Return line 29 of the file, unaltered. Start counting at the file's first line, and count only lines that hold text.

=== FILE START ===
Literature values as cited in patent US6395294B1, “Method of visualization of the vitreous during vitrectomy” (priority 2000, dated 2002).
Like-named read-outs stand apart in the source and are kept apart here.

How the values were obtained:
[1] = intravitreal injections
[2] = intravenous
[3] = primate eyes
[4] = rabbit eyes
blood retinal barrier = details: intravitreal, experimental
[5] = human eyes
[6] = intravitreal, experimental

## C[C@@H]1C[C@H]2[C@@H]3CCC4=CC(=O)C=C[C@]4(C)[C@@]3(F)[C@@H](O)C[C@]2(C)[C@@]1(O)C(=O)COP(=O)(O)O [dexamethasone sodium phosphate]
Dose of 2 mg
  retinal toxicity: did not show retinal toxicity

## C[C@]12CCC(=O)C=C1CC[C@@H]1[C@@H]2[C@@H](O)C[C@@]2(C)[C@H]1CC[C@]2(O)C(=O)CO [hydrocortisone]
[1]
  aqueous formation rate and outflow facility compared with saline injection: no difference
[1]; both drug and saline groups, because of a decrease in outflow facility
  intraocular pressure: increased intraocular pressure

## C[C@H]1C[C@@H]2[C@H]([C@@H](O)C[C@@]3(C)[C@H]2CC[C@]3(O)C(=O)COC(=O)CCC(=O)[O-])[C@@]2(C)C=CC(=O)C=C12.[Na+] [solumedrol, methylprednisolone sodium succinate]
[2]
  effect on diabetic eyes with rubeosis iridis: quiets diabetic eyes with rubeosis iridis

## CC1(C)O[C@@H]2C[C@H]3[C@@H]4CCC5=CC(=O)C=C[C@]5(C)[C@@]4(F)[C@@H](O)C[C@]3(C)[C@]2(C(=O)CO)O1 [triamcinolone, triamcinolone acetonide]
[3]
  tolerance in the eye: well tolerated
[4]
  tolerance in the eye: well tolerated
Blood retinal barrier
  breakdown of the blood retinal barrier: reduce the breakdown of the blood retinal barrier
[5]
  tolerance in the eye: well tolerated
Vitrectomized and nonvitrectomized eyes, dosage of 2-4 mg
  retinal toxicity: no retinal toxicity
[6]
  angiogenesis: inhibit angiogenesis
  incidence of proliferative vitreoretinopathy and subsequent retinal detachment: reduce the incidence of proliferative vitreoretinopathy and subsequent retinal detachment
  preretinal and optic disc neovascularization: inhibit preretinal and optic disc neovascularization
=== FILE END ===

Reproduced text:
[5]